Oklahoma hard-rock act Hinder is one of those bands that made a great big splash at the start of their career, but have struggled to get the same level of attention since. While they’ve done “okay” by most standards, they’ve never quite matched the success of their triple-platinum debut album Extreme Behavior. In fact, each successive release has charted lower and sold less than its predecessors.
Hinder is attempting to change all that with their fourth studio release Welcome To the Freakshow, set to hit virtual and physical store shelves on December 4. On first listen, though, I have serious doubts that this record is going to turn things around.
Let’s start with the positive: musically speaking, Hinder is a great rock band, and they are definitely at their best when they are playing their guts out. With the most solidly driven drum/bass combo you’ll find anywhere, overlaid with flawless guitar work and Austin Winkler’s delightfully raspy vocals, all smoothed out with immaculate production value, the musicality on Freakshow is ear candy for any rock aficionado, and will certainly please existing Hinder fans.
So what’s the problem, then? In my view, it’s in the songs themselves.
The songs on Freakshow suffer in general from two fatal flaws: predictable (and often gratuitously filthy) lyricism, and a tendency to wander off-genre. (Remember, I said Hinder is a great rock band.) Generally speaking, the lyrics are either cliché-driven (as in “Down here the girls are always smokin’ / If you wanna fight or need a light, the bar is always open” in “See You In Hell”), or they are just plain dirty, as in “Ladies Come First,” which I’ll just refrain from quoting. As to the clichés, you can’t make a song stand out when you follow a formula that’s been used a million times before; as to the content–I’m no prude, but if raw lyrics make no statement and serve no other purpose than to be dirty, then it’s just a waste of words. And whether driven by cliché or hormones, the hooks almost always bring you to a predictable punch line that serves country music probably better than rock. Sorry to be so harsh, but these lyrics feel basically phoned-in.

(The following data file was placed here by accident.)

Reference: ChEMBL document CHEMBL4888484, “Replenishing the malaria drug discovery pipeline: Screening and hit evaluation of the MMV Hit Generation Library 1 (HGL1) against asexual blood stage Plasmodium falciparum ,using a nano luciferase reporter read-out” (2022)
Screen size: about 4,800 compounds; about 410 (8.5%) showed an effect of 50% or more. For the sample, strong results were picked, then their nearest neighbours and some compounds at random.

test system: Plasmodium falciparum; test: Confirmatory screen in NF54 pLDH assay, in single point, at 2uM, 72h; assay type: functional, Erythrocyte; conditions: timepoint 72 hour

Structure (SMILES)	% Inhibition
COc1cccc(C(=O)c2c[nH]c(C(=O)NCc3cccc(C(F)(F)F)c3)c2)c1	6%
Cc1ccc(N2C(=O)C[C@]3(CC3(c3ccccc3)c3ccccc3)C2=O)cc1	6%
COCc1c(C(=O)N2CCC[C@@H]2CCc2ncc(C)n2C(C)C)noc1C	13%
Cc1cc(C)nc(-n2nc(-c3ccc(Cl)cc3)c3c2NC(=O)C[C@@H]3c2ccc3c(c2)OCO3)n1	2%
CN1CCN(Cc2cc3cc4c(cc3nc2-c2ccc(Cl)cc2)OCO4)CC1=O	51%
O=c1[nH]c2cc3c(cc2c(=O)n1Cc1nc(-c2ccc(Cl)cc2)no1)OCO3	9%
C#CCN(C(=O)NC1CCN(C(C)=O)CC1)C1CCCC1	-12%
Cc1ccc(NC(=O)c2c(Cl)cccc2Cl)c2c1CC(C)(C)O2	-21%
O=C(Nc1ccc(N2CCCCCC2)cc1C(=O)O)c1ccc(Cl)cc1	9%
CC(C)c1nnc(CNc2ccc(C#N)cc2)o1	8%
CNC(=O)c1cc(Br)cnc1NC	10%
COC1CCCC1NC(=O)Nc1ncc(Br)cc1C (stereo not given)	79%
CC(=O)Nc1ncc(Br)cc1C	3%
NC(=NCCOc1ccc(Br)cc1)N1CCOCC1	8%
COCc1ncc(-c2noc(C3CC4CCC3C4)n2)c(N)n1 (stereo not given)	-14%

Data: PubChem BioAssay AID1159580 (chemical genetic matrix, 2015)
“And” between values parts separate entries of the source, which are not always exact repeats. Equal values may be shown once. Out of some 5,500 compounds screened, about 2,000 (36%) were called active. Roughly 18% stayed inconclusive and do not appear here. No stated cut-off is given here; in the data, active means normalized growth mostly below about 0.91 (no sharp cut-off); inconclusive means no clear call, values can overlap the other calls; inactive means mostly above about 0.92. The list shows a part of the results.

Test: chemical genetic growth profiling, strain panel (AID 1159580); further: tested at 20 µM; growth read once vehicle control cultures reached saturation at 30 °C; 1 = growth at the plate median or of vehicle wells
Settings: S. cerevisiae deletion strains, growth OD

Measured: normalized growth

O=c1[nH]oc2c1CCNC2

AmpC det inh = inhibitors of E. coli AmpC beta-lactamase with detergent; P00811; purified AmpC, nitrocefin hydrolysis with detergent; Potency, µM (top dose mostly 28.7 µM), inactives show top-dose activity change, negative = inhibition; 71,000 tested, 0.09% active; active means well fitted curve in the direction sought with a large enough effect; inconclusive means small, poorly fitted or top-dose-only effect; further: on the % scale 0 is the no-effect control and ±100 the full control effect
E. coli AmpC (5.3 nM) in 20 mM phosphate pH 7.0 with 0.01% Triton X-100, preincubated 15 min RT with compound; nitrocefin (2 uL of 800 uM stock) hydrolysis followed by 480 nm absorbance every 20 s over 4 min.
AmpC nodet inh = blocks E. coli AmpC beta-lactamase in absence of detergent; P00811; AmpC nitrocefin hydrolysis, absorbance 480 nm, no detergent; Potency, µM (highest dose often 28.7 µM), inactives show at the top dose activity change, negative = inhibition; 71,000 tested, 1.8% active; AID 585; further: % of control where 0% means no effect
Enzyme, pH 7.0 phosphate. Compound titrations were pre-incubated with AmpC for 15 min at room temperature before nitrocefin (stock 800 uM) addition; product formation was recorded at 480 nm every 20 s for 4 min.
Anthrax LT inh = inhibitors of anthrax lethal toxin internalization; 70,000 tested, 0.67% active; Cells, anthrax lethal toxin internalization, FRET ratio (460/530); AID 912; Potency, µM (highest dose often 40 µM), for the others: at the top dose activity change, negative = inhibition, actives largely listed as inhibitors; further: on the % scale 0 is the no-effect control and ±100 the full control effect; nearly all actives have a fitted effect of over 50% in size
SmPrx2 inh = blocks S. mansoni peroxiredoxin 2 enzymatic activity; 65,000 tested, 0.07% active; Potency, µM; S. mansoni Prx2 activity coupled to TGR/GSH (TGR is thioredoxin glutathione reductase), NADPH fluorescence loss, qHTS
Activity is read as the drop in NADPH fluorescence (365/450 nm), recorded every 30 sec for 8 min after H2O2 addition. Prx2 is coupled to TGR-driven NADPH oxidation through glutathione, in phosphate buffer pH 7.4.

Then there’s the other problem—the off-genre part. After a fairly strong musical start to the record, blending solid rockers with emotional ballads, the track list seems to lose its way, devolving into a watered-down version of pop/rock with songs like “Get Me Away From You,” “Is It Just Me” and “I Don’t Wanna Believe.” The band sort of finds its way back at the album’s close with songs like “See You In Hell” and “Wanna Be Rich,” but by then the damage has been done. The opening track “Save Me” seems to promise a lot, but the rest of the album essentially leaves the promise unfulfilled.
Ironically, the high point for me personally is one of the album’s power ballads, “Talk To Me.” Honestly, its pop sensibilities don’t seem to fit the context of the album, but as a stand-alone song, it’s just got a terrific blend of rich harmony, a rich, full sound and a great hook.
All told, given the raw talent in Hinder, I had high hopes for Welcome To the Freakshow. But at the end of the day it appears that much of their potential has been squandered on a track list that just doesn’t do justice to what this band is truly capable of. In my view, what this band needs more than formulaic songs is just a clearer sense of focus. There’s absolutely no reason why Hinder could not once again rise to the top; they just need to focus their energy on what they do best, and then get out of their own way.